This seemingly schismatic movement - aided and abetted by GAFCON churches - has led to the current situation of dis-unity and dis-order within the world-wide Anglican Communion.

Such a matter requires very careful reflection before one could congratulate the separatists (for whatever reason) for their calculated opting-out of their parent Churches. They were not kicked out - like the Methodists - they have opted out of their own volition.

Peter Carrell said...

Hi Ron
There are things to ponder in what you say, notably, re our own situation in these islands, the difficulties which may flow consequentially from talk of dissociation. (I respectfully suggest, however, that there is more to Radner's paper than your brief summary. He is also critical of independence.)

Nevertheless I suggest that concerns about dissociation work in two ways, not just in one way. Is our church fully associated with the gospel mission of Christ? What is an Anglican to do if one finds such dissociation? (You are right, it is a different question for a layperson than for a cleric bound to the authority of bishop and General Synod.)

In my own experience moving and mingling around the national life of our church over some twenty years, there have been many occasions of disappointment for me as I have looked for clear proclamation of the gospel and keen commitment to theological rigour in the thought processes of our leaders. There have been many good moments too, but I am asking what one does during the disappointing moments. Grin and bear it? Or, might one encourage oneself by joining in fellowship with Anglicans keen on gospel proclamation and theological rigour?

I do sometimes feel, Ron, that your comments reflect a romantic view of our church in which the official church is inerrant and the evangelicals in our midst are always in error or about to fall into error. That is not the church I live in.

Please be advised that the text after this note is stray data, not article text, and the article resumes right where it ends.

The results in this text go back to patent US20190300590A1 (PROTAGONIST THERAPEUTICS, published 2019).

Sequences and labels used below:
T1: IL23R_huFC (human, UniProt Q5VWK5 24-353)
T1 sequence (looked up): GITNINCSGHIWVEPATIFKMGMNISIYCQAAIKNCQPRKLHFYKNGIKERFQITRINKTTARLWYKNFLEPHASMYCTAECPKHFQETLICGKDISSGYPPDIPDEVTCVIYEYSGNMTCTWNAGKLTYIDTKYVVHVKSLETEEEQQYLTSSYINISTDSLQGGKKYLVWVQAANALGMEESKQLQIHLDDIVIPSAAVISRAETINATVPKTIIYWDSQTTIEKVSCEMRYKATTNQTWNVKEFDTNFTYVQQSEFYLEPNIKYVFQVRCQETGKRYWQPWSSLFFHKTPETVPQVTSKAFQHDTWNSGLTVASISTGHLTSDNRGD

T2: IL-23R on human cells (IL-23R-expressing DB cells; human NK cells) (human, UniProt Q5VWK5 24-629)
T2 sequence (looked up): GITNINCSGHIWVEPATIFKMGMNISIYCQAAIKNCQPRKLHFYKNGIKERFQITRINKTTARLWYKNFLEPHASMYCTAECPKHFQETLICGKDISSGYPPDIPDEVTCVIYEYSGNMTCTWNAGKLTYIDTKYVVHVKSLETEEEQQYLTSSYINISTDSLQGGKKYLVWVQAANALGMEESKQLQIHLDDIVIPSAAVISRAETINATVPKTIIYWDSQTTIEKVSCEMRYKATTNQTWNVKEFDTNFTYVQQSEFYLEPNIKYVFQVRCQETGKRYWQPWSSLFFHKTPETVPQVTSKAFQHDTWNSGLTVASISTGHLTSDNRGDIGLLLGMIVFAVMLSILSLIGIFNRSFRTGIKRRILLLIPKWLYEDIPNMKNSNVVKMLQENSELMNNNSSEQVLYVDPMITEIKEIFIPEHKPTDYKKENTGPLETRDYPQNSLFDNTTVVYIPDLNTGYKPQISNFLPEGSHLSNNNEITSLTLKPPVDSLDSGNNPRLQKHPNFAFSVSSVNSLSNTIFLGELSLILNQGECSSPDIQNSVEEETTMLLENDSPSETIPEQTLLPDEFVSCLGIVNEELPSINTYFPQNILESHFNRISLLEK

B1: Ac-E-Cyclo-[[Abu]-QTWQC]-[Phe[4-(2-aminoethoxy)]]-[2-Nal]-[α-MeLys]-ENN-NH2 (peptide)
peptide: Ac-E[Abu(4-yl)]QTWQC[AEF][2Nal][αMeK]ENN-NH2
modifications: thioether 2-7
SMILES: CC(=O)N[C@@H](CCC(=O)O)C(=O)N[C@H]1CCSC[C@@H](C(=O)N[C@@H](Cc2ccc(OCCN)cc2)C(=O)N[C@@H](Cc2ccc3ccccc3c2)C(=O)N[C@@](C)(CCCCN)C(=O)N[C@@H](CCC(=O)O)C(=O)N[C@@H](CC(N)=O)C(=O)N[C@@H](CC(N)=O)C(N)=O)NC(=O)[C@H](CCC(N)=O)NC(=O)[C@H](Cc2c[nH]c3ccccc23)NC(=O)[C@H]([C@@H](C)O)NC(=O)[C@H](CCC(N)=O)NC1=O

MichaelA said...

Wesleyans being "anti-liturgical" - where did you get that idea from, Fr Ron? The methodists were noted for their great reverence for Holy Communion, in contrast with the hierarchy of the Church of England, many of whom had little regard for the Eucharist.

MichaelA said...

"This seemingly schismatic movement - aided and abetted by GAFCON churches - has led to the current situation of dis-unity and dis-order within the world-wide Anglican Communion"

The reverse is true: TEC and ACoC - aided and abetted by liberals in other countries who value liberalism more than the Church - has led to the current situation of dis-unity and dis-order within the world-wide Anglican Communion.

I thank God I am in communion with Gafcon, and not with schismatics like TEC.

Zane Elliott said...

I'm really please with you being clear in your headline that GAFCON ought not be accepted without critical examination. As we work through the Nairobi Comminique this morning we will see critical assessment of what it says, a number of us who are delgats from ACANZP have put forward some critique.

Ron, you've said "This seemingly schismatic movement - aided and abetted by GAFCON churches - has led to the current situation of dis-unity and dis-order within the world-wide Anglican Communion." This is a spurious claim! Have you ever spoken with people who are now members of ACNA? The men and women I've met he I. Nairobi from ACNA have not moved as you suggest, in fact some in the Diocese of South Carolina were dismembered from TEC because they refused to move from traditional Anglican teaching in the BCP, ordinal and thirty nine articles on the supremacy of Scripture.

Can you pleased help me understand how you see them as having moved from traditional Anglicanism?

I think we are seeing one of the key issues played out here.... Different understandings on what constitutes an Anglican, and a lack of tolerance by the liberal leadership. Surely if the movement within TEC, ACANZP was about justice and tolerance then tolerance would be extended to those of us who have a differencing opinion. I haven't experienced much grace at the hands of those who revise our doctrine.

Chris Spark said...

Peter, thanks for this reasonable and sensitive post - a good bit of clarity here.